Immediate actions required:

  • Humanitarian assistance: DNHR urgently calls for the immediate and unimpeded delivery of humanitarian assistance to all affected areas in Sudan. The people are in dire need of food, medical aid, and essential supplies to mitigate the impact of the crisis.
  • International human rights monitors: Deploy international human rights monitors to investigate and document ongoing violations. This is crucial for establishing accountability and ensuring justice for the victims.
  • Peacekeeping mission: DNHR implores the international community to support the deployment of a robust peacekeeping mission in Sudan to protect civilians, facilitate the safe return of internally displaced persons (IDPs), and restore peace and stability.
  • Diplomatic engagement: Exert diplomatic pressure on all the parties to cease all forms of violence, engage in meaningful dialogue, and collaborate with international efforts to address the crisis.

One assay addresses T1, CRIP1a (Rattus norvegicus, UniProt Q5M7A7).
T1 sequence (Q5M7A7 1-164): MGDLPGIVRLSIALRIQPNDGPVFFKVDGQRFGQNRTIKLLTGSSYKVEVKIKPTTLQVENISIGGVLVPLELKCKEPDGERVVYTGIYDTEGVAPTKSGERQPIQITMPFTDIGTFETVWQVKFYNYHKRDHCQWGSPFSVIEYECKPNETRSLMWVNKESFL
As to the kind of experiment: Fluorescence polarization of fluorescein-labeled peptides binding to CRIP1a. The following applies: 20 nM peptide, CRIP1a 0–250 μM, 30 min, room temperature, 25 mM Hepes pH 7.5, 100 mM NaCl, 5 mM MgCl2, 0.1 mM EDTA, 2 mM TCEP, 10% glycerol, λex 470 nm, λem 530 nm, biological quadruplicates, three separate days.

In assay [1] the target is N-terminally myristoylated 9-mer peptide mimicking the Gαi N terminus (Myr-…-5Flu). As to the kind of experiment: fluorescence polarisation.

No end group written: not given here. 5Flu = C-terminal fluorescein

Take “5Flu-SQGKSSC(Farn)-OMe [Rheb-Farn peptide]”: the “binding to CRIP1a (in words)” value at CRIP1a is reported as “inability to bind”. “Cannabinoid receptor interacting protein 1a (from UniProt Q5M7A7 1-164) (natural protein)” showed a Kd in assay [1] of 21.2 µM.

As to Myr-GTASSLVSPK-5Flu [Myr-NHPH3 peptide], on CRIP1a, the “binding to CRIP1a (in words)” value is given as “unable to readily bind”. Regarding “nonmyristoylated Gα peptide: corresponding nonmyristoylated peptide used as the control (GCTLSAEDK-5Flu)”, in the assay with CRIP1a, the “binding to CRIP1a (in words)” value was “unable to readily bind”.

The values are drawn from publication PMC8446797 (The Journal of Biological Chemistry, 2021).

Solidarity and global commitment:

The severity of the situation in Sudan requires a unified and coordinated global response. Let us stand together in solidarity to protect the rights and dignity of all individuals in South Darfur and across Sudan.

We cannot stand idly by as innocent lives are lost and human rights are trampled upon. The international community has an obligation to intervene, alleviate the suffering of the affected population, and work towards a just and lasting resolution to the crisis.

DNHR urges you to act swiftly, decisively, and with unwavering commitment to human rights and humanitarian assistance principles.

More information is available from Mohammed Hassan, Executive Director, DNHR.


Phone: (+256)752792112 or (+249)924638036

P.O. Box: 144218